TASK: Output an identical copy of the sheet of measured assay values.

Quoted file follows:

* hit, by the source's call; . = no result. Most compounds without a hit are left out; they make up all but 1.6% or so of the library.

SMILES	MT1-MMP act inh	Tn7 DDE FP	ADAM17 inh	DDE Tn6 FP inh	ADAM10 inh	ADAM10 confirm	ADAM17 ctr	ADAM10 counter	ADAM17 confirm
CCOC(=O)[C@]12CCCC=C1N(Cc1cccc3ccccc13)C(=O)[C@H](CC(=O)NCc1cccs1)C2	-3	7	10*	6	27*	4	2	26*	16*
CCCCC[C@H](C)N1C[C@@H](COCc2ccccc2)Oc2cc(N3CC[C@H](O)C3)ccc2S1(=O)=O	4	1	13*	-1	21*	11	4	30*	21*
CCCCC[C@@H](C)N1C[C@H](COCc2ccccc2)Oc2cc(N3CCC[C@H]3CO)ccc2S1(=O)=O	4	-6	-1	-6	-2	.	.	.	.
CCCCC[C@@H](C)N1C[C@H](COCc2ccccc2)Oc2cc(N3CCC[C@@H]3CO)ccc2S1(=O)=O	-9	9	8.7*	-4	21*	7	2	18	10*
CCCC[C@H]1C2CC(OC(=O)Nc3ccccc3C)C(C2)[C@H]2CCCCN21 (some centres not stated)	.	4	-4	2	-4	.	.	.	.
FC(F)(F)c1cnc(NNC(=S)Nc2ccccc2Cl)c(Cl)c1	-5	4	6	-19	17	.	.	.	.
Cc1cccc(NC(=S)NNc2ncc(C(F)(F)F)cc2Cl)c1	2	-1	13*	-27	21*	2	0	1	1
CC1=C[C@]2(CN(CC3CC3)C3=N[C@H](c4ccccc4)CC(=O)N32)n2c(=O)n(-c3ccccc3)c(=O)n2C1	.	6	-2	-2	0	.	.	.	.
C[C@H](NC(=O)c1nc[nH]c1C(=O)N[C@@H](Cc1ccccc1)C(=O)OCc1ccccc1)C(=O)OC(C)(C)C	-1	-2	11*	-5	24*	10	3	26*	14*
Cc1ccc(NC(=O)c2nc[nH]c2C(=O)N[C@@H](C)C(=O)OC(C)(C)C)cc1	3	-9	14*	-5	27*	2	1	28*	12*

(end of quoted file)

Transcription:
* hit, by the source's call; . = no result. Most compounds without a hit are left out; they make up all but 1.6% or so of the library.

SMILES	MT1-MMP act inh	Tn7 DDE FP	ADAM17 inh	DDE Tn6 FP inh	ADAM10 inh	ADAM10 confirm	ADAM17 ctr	ADAM10 counter	ADAM17 confirm
CCOC(=O)[C@]12CCCC=C1N(Cc1cccc3ccccc13)C(=O)[C@H](CC(=O)NCc1cccs1)C2	-3	7	10*	6	27*	4	2	26*	16*
CCCCC[C@H](C)N1C[C@@H](COCc2ccccc2)Oc2cc(N3CC[C@H](O)C3)ccc2S1(=O)=O	4	1	13*	-1	21*	11	4	30*	21*
CCCCC[C@@H](C)N1C[C@H](COCc2ccccc2)Oc2cc(N3CCC[C@H]3CO)ccc2S1(=O)=O	4	-6	-1	-6	-2	.	.	.	.
CCCCC[C@@H](C)N1C[C@H](COCc2ccccc2)Oc2cc(N3CCC[C@@H]3CO)ccc2S1(=O)=O	-9	9	8.7*	-4	21*	7	2	18	10*
CCCC[C@H]1C2CC(OC(=O)Nc3ccccc3C)C(C2)[C@H]2CCCCN21 (some centres not stated)	.	4	-4	2	-4	.	.	.	.
FC(F)(F)c1cnc(NNC(=S)Nc2ccccc2Cl)c(Cl)c1	-5	4	6	-19	17	.	.	.	.
Cc1cccc(NC(=S)NNc2ncc(C(F)(F)F)cc2Cl)c1	2	-1	13*	-27	21*	2	0	1	1
CC1=C[C@]2(CN(CC3CC3)C3=N[C@H](c4ccccc4)CC(=O)N32)n2c(=O)n(-c3ccccc3)c(=O)n2C1	.	6	-2	-2	0	.	.	.	.
C[C@H](NC(=O)c1nc[nH]c1C(=O)N[C@@H](Cc1ccccc1)C(=O)OCc1ccccc1)C(=O)OC(C)(C)C	-1	-2	11*	-5	24*	10	3	26*	14*
Cc1ccc(NC(=O)c2nc[nH]c2C(=O)N[C@@H](C)C(=O)OC(C)(C)C)cc1	3	-9	14*	-5	27*	2	1	28*	12*